Confronting Security: A Post-Mortem
What growth leaders can learn from the Safary exploit (November 17, 2023)
Safary’s platform experienced a sophisticated cyber attack, exploiting our tracking script to infiltrate Trader Joe’s frontend.
Frontend attacks are becoming increasingly common. In the 2 weeks since this attack, several other DeFi platforms have fallen victim to frontend attacks incl. SpookySwap, Aerodrome, and Velodrome (none of which are Safary users).
Summary of Exploit
Safary is a marketing attribution platform enabling web3 teams to measure which of their marketing campaigns are driving revenue on-chain. Our platform uses a tracking script placed in the frontend of our customers’ websites to attribute web3 conversions to marketing channels.
Around 9:30 pm UTC, November 17, 2023, Trader Joe announced they had a potential frontend vulnerability. 20 minutes later, Safary’s founding engineer noticed our app displaying weird behavior & redirecting to Trader Joe (Safary platform user)’s website.
To protect users, Trader Joe quickly took down their frontend, neutralizing the attack; and Safary informed all platform users to remove Safary’s script to be 100% safe while we investigated. The attack on Trader Joe lasted roughly 3.5 hours, during which $100K+ was stolen by the hacker.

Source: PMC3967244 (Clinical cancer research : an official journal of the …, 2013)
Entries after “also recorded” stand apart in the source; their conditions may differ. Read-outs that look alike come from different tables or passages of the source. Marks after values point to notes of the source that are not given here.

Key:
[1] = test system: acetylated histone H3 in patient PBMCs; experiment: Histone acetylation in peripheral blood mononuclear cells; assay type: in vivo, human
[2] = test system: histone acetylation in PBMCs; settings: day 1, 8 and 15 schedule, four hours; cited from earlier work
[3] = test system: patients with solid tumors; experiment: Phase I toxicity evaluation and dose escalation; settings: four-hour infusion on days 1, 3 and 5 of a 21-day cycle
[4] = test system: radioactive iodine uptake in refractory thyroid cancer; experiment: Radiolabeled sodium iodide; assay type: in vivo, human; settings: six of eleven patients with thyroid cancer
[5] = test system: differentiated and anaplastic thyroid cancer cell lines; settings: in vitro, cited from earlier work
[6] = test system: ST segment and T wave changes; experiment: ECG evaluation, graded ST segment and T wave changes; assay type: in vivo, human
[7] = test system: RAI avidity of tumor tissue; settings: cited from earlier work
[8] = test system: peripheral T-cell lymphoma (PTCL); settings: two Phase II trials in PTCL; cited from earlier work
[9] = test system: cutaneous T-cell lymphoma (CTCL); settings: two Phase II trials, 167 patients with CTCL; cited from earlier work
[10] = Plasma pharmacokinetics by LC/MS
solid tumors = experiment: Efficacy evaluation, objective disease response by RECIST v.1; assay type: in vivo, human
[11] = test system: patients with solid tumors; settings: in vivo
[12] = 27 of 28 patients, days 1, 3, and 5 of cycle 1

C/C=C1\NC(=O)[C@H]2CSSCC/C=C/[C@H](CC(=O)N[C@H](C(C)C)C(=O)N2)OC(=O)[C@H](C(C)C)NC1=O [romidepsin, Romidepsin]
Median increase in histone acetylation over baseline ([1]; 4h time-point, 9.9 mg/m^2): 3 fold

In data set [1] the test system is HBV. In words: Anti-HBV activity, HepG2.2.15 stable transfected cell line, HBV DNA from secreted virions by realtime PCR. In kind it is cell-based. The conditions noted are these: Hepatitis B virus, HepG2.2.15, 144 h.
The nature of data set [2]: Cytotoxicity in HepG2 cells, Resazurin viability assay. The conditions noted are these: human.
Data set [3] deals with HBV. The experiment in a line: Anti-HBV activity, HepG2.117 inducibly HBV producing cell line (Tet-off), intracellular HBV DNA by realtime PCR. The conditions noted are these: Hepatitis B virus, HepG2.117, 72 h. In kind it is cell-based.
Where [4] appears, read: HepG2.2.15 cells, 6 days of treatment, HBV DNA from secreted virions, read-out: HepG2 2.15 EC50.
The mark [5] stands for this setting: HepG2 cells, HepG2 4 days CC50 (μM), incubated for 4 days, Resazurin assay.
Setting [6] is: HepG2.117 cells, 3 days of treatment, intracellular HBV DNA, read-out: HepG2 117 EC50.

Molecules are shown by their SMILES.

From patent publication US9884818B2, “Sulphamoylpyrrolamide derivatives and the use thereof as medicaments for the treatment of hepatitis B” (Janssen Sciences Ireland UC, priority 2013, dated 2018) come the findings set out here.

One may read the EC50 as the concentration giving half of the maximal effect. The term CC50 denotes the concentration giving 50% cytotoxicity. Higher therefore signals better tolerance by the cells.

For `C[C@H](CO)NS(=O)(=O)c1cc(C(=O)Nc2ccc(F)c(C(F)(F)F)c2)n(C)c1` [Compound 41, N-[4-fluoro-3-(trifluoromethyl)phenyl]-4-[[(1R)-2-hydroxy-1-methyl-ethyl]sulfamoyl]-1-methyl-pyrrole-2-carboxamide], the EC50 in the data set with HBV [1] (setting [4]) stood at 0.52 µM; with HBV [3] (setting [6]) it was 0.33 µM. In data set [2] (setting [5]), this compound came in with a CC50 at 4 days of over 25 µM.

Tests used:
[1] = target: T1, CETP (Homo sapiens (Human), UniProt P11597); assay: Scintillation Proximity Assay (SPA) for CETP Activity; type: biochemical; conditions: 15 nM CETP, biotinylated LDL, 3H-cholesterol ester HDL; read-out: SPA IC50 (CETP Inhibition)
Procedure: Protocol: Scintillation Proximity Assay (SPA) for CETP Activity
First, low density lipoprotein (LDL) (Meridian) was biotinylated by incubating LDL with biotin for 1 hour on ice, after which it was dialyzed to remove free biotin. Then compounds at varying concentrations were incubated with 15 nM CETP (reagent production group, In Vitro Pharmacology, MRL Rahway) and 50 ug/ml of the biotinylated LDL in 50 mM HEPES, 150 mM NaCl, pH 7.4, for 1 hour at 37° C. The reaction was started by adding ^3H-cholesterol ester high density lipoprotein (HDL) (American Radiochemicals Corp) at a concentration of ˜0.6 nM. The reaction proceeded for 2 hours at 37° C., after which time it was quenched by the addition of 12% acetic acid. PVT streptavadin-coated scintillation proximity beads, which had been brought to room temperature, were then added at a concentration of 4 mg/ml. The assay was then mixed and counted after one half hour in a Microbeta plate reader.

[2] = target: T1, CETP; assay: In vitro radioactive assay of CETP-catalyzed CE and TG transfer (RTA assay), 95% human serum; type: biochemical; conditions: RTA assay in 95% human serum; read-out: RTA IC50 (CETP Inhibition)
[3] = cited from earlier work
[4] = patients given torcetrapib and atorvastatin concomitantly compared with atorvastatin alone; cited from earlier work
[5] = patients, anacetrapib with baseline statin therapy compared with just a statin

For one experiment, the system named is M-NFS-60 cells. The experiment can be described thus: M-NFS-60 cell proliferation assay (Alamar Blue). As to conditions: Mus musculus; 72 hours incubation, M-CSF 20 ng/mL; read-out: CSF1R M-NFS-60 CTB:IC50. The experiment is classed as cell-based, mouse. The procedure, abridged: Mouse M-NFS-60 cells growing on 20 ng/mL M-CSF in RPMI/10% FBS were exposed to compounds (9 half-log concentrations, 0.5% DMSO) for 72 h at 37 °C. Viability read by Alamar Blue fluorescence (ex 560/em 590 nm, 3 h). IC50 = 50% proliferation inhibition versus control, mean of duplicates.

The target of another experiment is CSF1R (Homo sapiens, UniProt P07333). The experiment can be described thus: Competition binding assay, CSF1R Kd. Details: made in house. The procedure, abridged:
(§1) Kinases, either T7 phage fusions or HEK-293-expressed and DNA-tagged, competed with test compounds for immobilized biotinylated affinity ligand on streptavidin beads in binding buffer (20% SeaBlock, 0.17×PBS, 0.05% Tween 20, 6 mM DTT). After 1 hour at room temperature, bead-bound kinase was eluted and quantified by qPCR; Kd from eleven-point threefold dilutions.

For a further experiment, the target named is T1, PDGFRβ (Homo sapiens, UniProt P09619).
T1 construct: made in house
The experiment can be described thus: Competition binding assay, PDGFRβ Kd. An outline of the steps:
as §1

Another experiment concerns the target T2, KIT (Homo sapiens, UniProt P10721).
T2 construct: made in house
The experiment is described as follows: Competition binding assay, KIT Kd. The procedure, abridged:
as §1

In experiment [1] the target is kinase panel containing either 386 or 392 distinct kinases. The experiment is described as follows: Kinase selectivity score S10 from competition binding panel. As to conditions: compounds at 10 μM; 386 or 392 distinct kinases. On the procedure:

After a thorough investigation by external security experts, our team alongside Resonance Security has identified that our domain (tag.safary.club) was likely the target of a DNS takeover, where DNS records are manipulated to redirect users toward a malicious server.
In an effort to be as transparent as possible, we want to openly share our findings from the attack with the web3 growth community so that we can all learn and protect against future security threats for the companies and users we serve.
Timeline of Events
2023-11-16 23:22 UTC: The attacker created two carbon copies of Trader Joe’s website (trader-joe.pages.dev and dex-joe.com), then these fake websites began testing Safary’s tracking script using Trader Joe’s product ID.
2023-11-17 18:31 UTC: The attacker deployed 0x887ed0fd4dd331d56c38bade06040838f07045af, the smart contract that was used in the traderjoexyz.com frontend instead of the legitimate router addresses, signaling the start of the attack.
2023-11-17 18:47 UTC: The first evidence of a malicious transaction
2023-11-17 21:34 UTC: Trader Joe posts that they have a potential security alert
2023-11-17 21:56 UTC: Safary’s founding engineer noticed that our web app was acting in a weird manner, and the engineering team began investigating. The app was trying to redirect somewhere and ended up rendering our 404 page. He left the problematic page open, enabling us to identify the malicious script.
2023-11-17 22:04 UTC: Trader Joe announces they took down their frontend and that investigations were underway. Since that time, no further signs of the attack were observed.
2023-11-17 23:57 UTC: Trader Joe sent Safary a message forwarded from Sphere Finance stating that their website had redirected to Trader Joe, suggesting Safary may’ve been exploited.